Per Forsythe, the show is “not silent, but it’s very quiet,” forgoing music for most of the show. We realize quickly that music acts as a white noise machine, and even small sounds now seem monumental in its absence: coughs from attendees whose immune systems have forsaken them, a carelessly opened bottle of something carbonated, and the buzzing of some rogue’s phone left on vibrate. These inelegant human interjections mix with the measured rhythms of the dancers’ breath, creating an unscripted soundscape that reaches beyond the stage.

The show opens with Prologue, performed this evening by Parvaneh Scharafali and Ander Zabala. This brief pas de deux serves as a graceful amuse bouche for the show with more bent knees, tilt, and turn-in than your average ballet, punctuated by the sound of the dancers’ inhales and exhales in the quiet theater. Catalogue, the next duet performed by Jill Johnson and Brit Rodemund, feels lengthy by comparison. The dancers appear as two avian characters in blue, looping through sequences of arm and shoulder movements, then setting their shoulders and glancing around at sharp angles. More solos flit across the stage in Epilogue, with multi-colored pairings of socks and gloves, and tidy quick steps set to music by Morton Feldman from the 1950s. Seeing the full cast, we as an audience can appreciate contrasts in movement backgrounds and style, and the nuance it brings to the choreography: some dancers present closed or collapsed torsos where others are open, and some elbows hover close to the sides where others execute more traditionally lifted port de bras.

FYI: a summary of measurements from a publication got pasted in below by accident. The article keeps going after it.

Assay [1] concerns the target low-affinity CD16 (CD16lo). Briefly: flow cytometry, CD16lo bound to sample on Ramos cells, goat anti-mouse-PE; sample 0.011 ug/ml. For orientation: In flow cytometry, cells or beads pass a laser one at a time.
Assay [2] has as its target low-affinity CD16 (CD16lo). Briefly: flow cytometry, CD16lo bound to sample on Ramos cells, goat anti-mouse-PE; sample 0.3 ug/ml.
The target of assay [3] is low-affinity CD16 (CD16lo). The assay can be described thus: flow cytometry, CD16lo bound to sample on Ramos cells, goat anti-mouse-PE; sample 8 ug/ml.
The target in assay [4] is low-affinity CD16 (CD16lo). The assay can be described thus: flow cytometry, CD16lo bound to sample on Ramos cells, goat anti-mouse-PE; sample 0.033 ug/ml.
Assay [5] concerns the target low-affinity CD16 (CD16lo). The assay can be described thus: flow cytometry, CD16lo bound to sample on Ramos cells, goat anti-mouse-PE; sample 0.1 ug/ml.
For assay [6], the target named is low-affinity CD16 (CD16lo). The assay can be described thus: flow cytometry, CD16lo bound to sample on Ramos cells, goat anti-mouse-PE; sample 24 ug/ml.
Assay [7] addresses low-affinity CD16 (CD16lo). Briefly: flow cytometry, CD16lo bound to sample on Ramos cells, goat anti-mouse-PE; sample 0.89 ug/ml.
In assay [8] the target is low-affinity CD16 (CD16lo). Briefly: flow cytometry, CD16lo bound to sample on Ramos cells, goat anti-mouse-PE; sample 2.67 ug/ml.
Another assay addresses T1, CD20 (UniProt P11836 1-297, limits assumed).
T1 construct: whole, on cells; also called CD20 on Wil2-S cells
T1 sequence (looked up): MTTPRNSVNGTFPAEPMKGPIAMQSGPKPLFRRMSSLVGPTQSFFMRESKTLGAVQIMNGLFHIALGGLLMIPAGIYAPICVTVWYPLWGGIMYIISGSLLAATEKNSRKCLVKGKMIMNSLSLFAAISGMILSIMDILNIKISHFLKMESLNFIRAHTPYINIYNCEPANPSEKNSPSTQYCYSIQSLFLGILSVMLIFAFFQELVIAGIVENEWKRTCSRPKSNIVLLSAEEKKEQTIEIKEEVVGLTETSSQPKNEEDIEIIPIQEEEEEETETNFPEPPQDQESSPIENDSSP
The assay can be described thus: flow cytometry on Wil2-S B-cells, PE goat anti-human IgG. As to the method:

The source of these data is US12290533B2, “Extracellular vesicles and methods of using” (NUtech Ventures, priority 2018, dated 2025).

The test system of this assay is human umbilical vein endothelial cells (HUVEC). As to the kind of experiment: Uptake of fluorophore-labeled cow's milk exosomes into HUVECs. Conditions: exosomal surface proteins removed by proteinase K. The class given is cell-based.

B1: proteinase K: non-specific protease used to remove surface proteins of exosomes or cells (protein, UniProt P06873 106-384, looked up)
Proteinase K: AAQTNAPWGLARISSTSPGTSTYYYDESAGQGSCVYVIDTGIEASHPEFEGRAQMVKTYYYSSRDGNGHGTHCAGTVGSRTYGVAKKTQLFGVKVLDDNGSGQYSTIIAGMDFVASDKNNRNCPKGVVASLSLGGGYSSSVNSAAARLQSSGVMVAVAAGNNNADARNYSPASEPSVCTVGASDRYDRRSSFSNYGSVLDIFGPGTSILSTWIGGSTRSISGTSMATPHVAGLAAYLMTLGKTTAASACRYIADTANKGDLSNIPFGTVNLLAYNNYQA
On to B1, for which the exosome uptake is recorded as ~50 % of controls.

Brigel Gjoka (left), Riley Watts (right). A Quiet Evening of Dance. Courtesy The Shed. Photo: Mohamed Sadek.
Brigel Gjoka (left), Riley Watts (right). A Quiet Evening of Dance. Courtesy The Shed. Photo: Mohamed Sadek.

The male duets prove especially crowd-pleasing, including Dialogue (DUO2015) with Brigel Gjoka and Riley Watts, closing the first half of the show. This work reads as lighter and more overtly contemporary than what we’ve watched previously, transitioning into jaunty walking, which the dancers perform together with contagious amusement.

After intermission, Seventeen/Twenty One winds through another string of duets. We watch Rauf “Rubber Legz” Yasit skid across the floor, weaving in and out of contorted shapes while other dancers regard him politely. The final piece of the evening summons the full group on stage, introducing more precise formations and momentary unison.

When asked about creating this evening of work, Forsythe notes being “drawn to the formal elements of a practice,” but also explains to the Shed interviewer that “the dancer is absolutely everything.” A Quiet Night of Dance sits at the intersection of these two ideas, drawing together the choreographer’s decades-long formal exploration and the unique physical capacities of individual bodies to create something that does not read as impersonal or scientific at all. Instead, we are taken by the visceral warmth of the performance, watching closely as dancers with diverse bodies and backgrounds draw pleasure from their craft.

Contributor

Jen C. George

Jen C. George writes out of New York City.

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The Brooklyn Rail

NOV 2019

All Issues